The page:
- Atlanticus/Fortiva performs all of the collections, servicing, payment and remittance operations in connection with the accounts.
The OCFR charges the Bank with having violated Maryland licensing laws regarding installment loans, consumer loans, and open-end/revolving credit. As to Atlanticus/Fortiva, the OCFR charges them with violating the licensing requirements of Maryland’s Credit Services Business Act and Collection Agency Licensing Act. The OCFR claims that the Bank’s failure to hold the required lending licenses makes the loans unenforceable and prohibits Atlanticus/Fortiva from collecting any amounts on the loans.
In their Notice of Removal, the Bank and Atlanticus/Fortiva claim that the Maryland Office of Administrative Hearings functions as a “state court” for purposes of the statute governing federal removal. They assert that the district court has federal question jurisdiction over the OCFR’s claims against the Bank because those claims are completely preempted by Section 27 of the Federal Deposit Insurance Act, which prescribes the interest rate that state-chartered, federally insured banks can charge and grants such banks interest rate exportation authority. They also argue that the court should exercise supplemental jurisdiction over the claims against Atlanticus/Fortiva because they are bank service companies and part of the same case or controversy as the completely preempted claims against the Bank.
In 2016, the OCFR brought an enforcement action against CashCall, a nonbank operating a high-rate bank model program. In the litigation that followed, Maryland’s highest court held that nonbanks cannot market loans originated by a bank without being licensed as credit services businesses, and affirmed $5.6 million in penalties against CashCall. It also concluded that Maryland’s Credit Services Business Act does not permit a credit services business to assist a consumer in obtaining a loan from any in-state or out-of-state bank, at an interest rate prohibited by Maryland law.
The new Maryland matter demonstrates that participants in bank model programs continue to face state licensing threats. In addition, legal challenges to the OCC and FDIC ”Madden-fix” rules and the OCC’s “true lender” rule continue to create uncertainty for participants. As a result, participants would be well-advised to revisit their compliance with state licensing laws and their vulnerability to “true lender” and Madden challenges.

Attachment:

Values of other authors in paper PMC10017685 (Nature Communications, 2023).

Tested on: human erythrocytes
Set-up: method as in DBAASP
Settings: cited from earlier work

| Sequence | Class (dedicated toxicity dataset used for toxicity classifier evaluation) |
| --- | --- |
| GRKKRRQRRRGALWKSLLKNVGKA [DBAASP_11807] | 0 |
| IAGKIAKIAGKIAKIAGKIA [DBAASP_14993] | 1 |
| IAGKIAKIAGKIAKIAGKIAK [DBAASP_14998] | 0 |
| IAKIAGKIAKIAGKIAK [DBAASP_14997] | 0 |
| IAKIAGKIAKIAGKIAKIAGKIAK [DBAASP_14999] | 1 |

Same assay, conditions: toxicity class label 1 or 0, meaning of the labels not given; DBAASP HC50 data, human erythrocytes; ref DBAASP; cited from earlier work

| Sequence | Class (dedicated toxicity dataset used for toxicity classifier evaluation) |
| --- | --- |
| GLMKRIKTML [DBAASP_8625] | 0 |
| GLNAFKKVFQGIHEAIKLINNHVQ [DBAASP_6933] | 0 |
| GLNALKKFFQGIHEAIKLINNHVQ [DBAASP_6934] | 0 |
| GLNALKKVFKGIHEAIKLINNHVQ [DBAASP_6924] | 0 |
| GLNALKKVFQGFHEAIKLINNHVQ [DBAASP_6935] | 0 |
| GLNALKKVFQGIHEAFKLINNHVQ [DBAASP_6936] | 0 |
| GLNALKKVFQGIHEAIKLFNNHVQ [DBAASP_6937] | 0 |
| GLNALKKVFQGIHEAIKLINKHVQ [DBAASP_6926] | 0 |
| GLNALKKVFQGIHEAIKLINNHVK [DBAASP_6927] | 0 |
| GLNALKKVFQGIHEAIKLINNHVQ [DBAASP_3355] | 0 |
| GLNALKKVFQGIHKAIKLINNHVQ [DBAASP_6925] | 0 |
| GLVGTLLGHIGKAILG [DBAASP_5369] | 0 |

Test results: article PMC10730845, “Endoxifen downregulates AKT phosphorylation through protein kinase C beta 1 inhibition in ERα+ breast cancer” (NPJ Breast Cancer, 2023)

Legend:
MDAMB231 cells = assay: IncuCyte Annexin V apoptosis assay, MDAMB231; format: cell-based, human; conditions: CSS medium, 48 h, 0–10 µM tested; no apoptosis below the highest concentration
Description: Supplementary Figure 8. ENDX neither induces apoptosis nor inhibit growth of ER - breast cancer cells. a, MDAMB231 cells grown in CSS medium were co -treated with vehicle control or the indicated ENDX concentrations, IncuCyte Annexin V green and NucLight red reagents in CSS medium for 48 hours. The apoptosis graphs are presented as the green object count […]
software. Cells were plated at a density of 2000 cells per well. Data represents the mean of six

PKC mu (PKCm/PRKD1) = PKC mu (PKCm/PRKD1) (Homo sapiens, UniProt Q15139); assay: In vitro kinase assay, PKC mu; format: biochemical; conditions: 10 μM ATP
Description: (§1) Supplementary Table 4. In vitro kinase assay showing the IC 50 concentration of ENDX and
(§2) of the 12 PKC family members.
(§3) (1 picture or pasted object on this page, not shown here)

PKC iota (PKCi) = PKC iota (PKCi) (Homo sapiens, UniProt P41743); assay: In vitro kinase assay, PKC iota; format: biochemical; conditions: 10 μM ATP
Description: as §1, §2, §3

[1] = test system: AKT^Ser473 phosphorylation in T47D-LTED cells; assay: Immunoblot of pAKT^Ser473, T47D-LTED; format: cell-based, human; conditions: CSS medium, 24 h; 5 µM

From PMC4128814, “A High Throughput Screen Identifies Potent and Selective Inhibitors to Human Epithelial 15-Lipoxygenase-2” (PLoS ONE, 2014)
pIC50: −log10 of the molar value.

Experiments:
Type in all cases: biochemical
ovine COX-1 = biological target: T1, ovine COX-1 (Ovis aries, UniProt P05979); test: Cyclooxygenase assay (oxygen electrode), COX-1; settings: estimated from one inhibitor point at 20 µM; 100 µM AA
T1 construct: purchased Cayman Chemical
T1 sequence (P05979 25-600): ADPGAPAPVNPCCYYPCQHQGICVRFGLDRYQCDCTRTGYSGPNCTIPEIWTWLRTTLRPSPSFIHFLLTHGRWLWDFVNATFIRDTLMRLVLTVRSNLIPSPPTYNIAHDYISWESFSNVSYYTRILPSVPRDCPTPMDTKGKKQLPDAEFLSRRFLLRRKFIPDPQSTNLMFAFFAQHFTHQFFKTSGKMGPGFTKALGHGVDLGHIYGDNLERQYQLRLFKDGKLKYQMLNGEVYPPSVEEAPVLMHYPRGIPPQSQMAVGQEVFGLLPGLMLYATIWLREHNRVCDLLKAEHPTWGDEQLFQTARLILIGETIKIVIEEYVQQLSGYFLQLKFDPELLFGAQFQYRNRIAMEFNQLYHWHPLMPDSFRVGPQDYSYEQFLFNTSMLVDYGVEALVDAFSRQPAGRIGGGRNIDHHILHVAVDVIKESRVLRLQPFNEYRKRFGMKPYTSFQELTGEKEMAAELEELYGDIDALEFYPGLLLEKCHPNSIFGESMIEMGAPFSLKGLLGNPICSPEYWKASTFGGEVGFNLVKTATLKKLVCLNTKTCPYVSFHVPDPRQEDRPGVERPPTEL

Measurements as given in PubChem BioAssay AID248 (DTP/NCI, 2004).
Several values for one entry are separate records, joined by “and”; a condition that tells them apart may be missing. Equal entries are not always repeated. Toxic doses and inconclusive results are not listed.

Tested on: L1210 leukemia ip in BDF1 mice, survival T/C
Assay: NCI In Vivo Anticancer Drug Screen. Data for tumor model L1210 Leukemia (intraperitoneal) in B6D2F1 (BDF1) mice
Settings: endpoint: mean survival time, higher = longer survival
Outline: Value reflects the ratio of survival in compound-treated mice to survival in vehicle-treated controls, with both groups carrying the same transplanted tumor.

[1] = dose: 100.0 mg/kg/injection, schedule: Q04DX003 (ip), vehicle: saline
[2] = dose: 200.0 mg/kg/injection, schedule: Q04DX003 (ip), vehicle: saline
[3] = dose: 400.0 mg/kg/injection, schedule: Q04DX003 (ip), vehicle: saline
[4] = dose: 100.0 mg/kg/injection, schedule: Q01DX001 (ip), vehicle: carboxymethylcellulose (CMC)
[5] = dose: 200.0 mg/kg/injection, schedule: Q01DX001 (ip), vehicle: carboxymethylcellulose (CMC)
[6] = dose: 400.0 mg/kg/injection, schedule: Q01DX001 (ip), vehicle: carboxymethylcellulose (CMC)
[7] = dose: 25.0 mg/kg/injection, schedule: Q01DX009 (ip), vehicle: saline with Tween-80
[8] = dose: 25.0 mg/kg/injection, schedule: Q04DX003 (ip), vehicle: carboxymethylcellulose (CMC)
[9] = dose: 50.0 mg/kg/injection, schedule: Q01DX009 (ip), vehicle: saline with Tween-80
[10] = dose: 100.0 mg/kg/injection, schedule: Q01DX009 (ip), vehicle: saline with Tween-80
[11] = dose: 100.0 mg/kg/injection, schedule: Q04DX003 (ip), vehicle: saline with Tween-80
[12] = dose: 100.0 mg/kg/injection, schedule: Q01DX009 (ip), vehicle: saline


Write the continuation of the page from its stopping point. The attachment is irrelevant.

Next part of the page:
In a thoughtful opinion that diverges from how other circuit courts have addressed the issue, the Second Circuit recently issued a ruling clarifying the circumstances when data breach plaintiffs can rely on fear of identity theft to establish Article III standing.
The case is McMorris v. Carlos Lopez & Associates, LLP (CLA). CLA offers mental and behavioral health services to veterans, service members and their families. An employee at CLA accidentally emailed a spreadsheet containing social security numbers and other sensitive personal information of 130 CLA employees and former employees to CLA staff. Plaintiffs later initiated a class action in the Southern District of New York on behalf of all employees and former employees whose personal information was erroneously emailed, asserting negligence and consumer protection claims. The complaint did not allege that any plaintiffs were the victim of identity theft or that anyone outside of CLA had obtained the spreadsheet. Rather, plaintiffs asserted that they cancelled their credit cards and purchased credit monitoring to guard against “imminent” identify theft. The Southern District dismissed the complaint on grounds that plaintiff has not asserted an injury sufficient to establish Article III standing.
On appeal, the Second Circuit ruled that fear of identity theft can be sufficient for Article III standing, but held that the plaintiffs hadn’t established a substantial risk of identity theft in this particular case. Perhaps the most notable aspect of the opinion is the Second Circuit’s contention that the often claimed “circuit court” split on the issue of whether fear of identity theft is sufficient for Article III standing is illusory. Synthesizing the case law, the Second Circuit found that, in fact, no circuit court had ever held that a plaintiff lacks standing where the plaintiff had adequately plead a substantial risk of identity theft. In the Second Circuit’s view, the cases instead differ on what constitutes a “substantial risk of identity theft.”
To that end, the Second Circuit identified three factors for courts to analyze in assessing whether there is a substantial risk of identity theft: (1) whether the plaintiff’s data was exposed; (2) whether other consumers’ data that was also exposed has been misused; and (3) whether the data is sensitive and of a type likely to be misused.
Additionally, the Second Circuit addressed another often debated issue in data breach litigation: does spending money to guard against potential harm alone constitute an injury in fact? The Second Circuit ruled that even de minimis time and money spent to protect against identity theft can establish Article III standing where there is a substantial risk of identity theft.